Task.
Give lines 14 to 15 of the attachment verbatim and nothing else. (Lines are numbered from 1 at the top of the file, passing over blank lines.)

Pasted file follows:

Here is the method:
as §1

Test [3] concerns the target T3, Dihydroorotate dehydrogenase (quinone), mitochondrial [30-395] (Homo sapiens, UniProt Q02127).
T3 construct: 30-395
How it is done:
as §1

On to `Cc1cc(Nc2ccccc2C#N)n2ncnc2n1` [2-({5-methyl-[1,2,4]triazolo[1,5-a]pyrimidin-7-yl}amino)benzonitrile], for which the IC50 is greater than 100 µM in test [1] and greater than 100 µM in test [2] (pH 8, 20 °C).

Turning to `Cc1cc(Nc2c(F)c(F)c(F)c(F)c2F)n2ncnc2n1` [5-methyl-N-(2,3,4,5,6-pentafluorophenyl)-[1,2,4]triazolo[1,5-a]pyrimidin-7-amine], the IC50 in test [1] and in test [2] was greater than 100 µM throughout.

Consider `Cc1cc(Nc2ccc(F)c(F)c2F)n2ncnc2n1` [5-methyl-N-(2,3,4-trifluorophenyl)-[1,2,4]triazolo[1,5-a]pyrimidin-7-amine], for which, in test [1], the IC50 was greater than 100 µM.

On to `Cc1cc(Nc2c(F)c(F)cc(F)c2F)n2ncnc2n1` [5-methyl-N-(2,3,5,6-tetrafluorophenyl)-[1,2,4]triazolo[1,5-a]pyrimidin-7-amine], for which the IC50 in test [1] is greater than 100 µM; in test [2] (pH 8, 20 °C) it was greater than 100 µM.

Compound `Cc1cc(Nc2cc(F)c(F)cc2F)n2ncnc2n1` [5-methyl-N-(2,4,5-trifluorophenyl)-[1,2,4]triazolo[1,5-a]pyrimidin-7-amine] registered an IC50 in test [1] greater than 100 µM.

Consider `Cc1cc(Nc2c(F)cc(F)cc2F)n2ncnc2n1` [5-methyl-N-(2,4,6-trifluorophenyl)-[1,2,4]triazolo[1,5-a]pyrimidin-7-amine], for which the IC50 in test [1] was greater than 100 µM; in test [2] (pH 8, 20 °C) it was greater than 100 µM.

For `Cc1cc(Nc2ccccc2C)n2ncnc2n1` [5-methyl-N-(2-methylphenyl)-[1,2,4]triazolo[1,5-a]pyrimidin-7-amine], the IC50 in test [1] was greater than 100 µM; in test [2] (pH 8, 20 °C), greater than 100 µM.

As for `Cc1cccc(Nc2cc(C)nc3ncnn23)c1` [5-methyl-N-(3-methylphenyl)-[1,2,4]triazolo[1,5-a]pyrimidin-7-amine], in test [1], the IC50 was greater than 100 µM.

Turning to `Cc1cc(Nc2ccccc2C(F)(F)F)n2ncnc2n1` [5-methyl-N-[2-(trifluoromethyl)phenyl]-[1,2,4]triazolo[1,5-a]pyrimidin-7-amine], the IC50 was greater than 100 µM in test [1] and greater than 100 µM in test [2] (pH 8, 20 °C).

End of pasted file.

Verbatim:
As for `Cc1cccc(Nc2cc(C)nc3ncnn23)c1` [5-methyl-N-(3-methylphenyl)-[1,2,4]triazolo[1,5-a]pyrimidin-7-amine], in test [1], the IC50 was greater than 100 µM.

Turning to `Cc1cc(Nc2ccccc2C(F)(F)F)n2ncnc2n1` [5-methyl-N-[2-(trifluoromethyl)phenyl]-[1,2,4]triazolo[1,5-a]pyrimidin-7-amine], the IC50 was greater than 100 µM in test [1] and greater than 100 µM in test [2] (pH 8, 20 °C).